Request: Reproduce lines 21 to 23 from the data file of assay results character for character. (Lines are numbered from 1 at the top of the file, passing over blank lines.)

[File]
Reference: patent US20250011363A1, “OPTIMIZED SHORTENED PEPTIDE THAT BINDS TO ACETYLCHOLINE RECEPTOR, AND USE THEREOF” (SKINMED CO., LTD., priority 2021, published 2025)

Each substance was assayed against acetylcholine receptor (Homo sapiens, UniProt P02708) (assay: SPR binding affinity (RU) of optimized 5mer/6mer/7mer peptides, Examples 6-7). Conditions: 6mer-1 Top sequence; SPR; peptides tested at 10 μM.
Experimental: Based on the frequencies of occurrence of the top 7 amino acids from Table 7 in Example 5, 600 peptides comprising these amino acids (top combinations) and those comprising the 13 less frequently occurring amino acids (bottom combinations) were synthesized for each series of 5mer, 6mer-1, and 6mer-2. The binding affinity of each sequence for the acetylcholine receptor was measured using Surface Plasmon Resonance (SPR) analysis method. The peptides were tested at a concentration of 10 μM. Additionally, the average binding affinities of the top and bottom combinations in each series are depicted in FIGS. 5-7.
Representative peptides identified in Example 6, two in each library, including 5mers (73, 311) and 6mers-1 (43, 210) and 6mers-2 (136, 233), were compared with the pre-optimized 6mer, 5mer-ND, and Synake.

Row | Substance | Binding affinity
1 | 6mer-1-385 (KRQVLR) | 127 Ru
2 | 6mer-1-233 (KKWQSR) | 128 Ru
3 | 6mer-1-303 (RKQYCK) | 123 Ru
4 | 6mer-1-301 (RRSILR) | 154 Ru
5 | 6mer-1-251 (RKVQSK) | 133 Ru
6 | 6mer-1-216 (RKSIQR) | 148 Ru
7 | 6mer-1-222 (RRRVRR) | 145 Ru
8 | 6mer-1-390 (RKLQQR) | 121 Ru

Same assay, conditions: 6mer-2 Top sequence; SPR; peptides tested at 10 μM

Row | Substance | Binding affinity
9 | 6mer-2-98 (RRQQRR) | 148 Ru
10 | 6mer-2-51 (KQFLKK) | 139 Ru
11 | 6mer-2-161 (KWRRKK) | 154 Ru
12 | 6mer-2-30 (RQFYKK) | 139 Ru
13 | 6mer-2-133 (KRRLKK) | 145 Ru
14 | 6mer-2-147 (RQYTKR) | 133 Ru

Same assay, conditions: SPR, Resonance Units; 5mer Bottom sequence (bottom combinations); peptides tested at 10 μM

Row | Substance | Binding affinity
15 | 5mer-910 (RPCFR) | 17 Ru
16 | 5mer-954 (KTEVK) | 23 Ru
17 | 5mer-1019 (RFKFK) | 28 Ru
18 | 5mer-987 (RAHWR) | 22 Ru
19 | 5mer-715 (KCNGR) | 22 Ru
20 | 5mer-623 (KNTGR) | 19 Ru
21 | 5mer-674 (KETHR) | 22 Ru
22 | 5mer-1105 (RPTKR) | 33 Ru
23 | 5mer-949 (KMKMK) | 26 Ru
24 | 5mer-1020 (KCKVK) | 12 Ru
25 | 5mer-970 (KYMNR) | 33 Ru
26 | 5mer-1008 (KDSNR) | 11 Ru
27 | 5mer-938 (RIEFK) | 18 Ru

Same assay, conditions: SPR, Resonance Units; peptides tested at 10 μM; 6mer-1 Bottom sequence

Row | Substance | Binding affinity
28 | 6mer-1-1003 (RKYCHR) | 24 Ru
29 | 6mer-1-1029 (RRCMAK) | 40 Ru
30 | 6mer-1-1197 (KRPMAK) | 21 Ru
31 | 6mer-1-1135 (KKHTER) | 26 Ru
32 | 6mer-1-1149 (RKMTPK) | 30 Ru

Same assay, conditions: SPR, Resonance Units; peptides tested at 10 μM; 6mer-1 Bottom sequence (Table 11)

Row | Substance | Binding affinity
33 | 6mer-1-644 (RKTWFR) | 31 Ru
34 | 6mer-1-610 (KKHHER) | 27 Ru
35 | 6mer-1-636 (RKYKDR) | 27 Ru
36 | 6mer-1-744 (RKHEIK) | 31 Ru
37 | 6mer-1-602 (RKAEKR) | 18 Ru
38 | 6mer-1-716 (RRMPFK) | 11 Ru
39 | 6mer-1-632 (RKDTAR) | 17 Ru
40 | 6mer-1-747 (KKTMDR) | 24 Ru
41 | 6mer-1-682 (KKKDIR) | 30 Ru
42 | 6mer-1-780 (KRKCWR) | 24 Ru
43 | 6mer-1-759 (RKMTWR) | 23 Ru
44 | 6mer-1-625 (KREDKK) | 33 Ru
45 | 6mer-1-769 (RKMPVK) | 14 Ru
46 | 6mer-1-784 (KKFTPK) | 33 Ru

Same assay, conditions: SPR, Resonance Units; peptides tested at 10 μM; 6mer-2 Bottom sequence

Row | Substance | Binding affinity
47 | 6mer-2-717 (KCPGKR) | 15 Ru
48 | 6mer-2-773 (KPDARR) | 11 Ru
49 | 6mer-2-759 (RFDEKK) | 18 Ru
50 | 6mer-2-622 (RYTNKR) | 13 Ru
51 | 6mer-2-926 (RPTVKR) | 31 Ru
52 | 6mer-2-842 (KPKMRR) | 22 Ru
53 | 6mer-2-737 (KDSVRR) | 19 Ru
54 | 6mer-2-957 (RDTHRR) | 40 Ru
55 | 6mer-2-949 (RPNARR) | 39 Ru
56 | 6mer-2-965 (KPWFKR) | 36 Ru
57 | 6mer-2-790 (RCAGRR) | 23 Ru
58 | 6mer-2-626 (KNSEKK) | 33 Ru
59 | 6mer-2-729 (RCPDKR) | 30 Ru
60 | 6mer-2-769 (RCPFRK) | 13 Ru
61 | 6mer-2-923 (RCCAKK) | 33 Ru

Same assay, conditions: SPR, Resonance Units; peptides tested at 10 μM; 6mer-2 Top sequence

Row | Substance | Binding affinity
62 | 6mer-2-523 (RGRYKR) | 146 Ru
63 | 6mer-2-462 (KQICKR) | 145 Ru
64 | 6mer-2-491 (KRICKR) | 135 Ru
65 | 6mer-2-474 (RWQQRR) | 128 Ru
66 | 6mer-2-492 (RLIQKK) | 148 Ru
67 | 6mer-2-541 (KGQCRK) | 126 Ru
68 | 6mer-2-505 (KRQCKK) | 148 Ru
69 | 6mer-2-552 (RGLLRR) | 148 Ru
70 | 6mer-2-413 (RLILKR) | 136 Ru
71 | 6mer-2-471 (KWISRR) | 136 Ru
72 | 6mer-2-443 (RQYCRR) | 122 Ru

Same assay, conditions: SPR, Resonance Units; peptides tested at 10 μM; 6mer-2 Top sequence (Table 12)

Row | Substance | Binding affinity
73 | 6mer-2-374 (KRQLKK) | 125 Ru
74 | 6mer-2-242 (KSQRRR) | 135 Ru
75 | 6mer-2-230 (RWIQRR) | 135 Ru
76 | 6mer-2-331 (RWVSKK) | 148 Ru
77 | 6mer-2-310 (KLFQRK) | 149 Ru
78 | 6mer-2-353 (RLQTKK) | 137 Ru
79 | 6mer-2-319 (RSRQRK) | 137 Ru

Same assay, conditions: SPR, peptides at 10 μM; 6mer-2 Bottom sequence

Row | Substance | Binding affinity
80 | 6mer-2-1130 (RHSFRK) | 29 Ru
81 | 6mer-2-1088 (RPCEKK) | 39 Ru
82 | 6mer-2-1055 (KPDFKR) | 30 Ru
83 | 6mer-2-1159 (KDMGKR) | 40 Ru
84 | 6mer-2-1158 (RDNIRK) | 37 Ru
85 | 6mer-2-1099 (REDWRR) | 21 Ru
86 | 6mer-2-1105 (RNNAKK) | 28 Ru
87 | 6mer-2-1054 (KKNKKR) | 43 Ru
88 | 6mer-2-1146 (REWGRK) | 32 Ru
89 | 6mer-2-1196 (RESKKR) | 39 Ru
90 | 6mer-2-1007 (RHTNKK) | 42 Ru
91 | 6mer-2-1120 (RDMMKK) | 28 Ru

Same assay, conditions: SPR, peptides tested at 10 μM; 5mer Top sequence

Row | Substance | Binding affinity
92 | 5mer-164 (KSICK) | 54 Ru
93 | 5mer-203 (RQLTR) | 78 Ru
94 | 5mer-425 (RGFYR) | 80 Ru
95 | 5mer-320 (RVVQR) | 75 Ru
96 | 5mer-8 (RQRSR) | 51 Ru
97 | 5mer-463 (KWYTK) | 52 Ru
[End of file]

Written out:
14 | 6mer-2-147 (RQYTKR) | 133 Ru

Same assay, conditions: SPR, Resonance Units; 5mer Bottom sequence (bottom combinations); peptides tested at 10 μM

Row | Substance | Binding affinity